Prevent Weeds In Your Yard With A Small Change To An Important Lawn Care Task

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Are you dealing with a lot of weeds in your yard recently? Not sure why they keep popping up? If you're trying to maintain your yard or garden, it can be frustrating when new weeds start rearing their heads regularly. While there are many things you can do to prevent weeds, one of the simplest is to make a small change to your lawn care routine. When adding topsoil, consider buying one that's "weed-free." 

Topsoil is the topmost layer of soil that helps deliver nutrients to plants and can be beneficial when added to the lawn or garden. Topdressing your lawn is an easy way to get better-looking grass, and it benefits the soil and encourages plant and lawn growth; however, it still has its drawbacks. Adding topsoil has a risk of introducing weeds to your yard. Most topsoil contains plenty of organic matter — including common garden weeds or their seeds. To prevent accidentally planting weeds in your yard, you may want to simply change the topsoil you buy and choose an option that's explicitly sold as "weed-free."

Prime weed-free choices include Coast of Maine's organic topsoil, available on Amazon for about $27 per cubic foot. (Many "weed-free" topsoils are also sold as "premium topsoil.") On the cheaper end, Scotts premium topsoil retails for about $12 per 0.75 cubic feet at Walmart and about $3 for the same amount at Lowe's.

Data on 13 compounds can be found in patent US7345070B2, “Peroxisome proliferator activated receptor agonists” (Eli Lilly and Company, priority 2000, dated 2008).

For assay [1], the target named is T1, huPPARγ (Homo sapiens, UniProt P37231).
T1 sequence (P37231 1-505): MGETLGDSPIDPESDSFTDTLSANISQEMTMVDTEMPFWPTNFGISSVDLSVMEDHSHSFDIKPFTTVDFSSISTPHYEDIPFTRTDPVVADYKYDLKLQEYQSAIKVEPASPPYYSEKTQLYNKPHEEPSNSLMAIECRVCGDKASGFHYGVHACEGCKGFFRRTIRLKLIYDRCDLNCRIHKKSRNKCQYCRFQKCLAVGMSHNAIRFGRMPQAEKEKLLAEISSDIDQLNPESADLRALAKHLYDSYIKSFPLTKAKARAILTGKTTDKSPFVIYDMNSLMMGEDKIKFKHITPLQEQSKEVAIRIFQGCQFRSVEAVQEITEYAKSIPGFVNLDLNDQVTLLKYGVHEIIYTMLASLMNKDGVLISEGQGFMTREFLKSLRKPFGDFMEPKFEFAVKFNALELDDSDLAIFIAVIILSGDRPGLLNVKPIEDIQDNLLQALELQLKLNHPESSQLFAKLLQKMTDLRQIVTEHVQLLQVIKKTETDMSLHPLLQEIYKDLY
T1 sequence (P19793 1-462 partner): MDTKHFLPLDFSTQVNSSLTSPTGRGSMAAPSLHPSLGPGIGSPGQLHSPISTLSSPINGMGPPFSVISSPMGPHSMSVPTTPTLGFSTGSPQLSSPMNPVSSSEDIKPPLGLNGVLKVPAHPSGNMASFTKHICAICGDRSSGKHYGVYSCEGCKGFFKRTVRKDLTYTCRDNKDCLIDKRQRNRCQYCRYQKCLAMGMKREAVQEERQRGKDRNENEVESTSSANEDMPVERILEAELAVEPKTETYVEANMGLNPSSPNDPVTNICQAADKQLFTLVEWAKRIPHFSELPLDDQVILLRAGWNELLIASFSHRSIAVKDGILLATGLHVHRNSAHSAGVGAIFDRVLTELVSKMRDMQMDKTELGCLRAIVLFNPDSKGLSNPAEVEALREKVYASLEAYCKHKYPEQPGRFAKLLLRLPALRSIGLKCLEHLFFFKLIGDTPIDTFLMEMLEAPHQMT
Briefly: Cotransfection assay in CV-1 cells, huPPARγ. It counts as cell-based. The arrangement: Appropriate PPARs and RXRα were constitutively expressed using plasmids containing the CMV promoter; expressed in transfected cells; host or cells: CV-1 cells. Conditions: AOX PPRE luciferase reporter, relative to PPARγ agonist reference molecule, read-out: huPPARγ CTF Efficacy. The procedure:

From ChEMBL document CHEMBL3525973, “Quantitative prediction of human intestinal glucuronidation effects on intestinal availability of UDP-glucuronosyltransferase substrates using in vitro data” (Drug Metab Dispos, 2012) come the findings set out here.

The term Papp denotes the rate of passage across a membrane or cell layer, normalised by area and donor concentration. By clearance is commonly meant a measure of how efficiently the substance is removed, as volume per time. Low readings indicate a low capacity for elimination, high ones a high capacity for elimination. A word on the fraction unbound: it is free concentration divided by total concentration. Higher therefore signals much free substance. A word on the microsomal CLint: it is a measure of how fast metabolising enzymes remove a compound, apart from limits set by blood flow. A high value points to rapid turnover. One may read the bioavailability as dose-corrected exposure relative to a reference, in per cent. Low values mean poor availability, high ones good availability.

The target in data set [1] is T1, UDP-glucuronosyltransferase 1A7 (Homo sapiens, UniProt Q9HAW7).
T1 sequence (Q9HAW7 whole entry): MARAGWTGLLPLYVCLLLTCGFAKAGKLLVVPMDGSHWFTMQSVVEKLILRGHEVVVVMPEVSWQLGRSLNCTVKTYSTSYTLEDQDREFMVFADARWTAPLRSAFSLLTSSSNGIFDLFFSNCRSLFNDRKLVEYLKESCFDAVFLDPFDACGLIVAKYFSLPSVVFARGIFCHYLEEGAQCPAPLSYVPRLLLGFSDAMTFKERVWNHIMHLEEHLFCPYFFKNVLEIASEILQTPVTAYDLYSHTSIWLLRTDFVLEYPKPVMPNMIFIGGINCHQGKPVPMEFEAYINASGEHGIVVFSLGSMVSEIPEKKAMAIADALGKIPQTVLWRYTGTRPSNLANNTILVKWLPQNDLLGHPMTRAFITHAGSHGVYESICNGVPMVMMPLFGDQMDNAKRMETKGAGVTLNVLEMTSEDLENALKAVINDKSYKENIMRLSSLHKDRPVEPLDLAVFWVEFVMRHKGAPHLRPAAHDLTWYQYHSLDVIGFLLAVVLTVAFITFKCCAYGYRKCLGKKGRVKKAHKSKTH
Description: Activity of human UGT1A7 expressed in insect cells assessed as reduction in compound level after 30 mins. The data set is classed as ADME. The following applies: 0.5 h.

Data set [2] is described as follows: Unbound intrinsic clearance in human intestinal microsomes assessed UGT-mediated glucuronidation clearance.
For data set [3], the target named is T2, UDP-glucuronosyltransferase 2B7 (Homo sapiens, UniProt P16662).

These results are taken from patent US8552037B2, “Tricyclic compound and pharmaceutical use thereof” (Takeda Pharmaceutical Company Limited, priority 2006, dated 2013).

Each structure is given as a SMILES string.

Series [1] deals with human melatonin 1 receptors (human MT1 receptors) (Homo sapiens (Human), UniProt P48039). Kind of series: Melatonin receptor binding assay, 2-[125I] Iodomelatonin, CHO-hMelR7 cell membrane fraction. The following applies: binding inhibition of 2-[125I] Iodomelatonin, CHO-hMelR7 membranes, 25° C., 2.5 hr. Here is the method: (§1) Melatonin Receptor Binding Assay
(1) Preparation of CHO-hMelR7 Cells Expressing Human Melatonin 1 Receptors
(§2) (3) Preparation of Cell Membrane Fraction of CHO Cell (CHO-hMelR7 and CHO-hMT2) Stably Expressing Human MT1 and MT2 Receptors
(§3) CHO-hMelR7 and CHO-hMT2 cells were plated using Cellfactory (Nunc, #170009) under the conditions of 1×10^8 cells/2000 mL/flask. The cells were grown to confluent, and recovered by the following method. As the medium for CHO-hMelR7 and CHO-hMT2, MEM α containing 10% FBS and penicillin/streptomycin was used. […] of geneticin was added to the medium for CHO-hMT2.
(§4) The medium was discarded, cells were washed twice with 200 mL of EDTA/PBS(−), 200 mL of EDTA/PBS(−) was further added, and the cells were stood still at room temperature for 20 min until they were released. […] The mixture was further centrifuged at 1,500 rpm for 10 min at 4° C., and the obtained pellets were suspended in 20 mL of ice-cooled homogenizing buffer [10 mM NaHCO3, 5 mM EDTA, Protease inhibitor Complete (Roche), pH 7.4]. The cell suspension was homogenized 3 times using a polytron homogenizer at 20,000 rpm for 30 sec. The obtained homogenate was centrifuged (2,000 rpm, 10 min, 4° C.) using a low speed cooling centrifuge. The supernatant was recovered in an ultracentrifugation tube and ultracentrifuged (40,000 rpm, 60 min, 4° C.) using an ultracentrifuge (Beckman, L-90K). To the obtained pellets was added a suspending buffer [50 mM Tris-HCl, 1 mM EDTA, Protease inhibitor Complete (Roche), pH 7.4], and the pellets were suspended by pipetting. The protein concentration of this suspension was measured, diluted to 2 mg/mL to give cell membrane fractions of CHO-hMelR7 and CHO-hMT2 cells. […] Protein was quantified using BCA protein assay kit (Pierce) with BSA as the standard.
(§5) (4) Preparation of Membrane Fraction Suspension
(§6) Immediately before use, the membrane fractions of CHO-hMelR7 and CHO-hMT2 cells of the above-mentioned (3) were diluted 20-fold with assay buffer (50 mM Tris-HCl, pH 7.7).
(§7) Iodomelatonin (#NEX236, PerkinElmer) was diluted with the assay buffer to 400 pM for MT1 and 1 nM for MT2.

Making the choice to buy weed-free topsoil

When you buy weed-free topsoil, you're buying topsoil that has been sterilized and had weeds removed from it. This soil can be a good solution if you're particularly worried about weed growth. However, remember that there are drawbacks to using this type of topsoil, which depend on how your bag of topsoil is prepared. Sterilized topsoil, first of all, won't be completely weed-free, since it's impossible to expunge every weed seed from a bag of soil — unless, that is, the soil is treated with heat to kill the seeds and render them sterile. But that has its drawbacks, too — sterilized soil isn't ideal because it won't have all of the useful microorganisms that other, non-sterilized topsoil has. Regular topsoil has a combination of microorganisms, including crucial bacteria, fungi, and protozoa that you want in your yard. Together, these help promote nutrient cycling, benefit soil structure, and improve the health of your lawn and plants.

If you're not totally sold on weed-free versions, consider using regular topsoil and making a point to take great care to prevent weed growth. After adding topsoil, a light amount of mulching or pre-emergent herbicides can be worth the effort. Make sure to rely on some of the least harmful ways to remove weeds in your lawn if you decide to go with standard topsoil. Taking these steps can help prevent weed problems while still allowing your yard to benefit from the organic matter provided by a standard topsoil.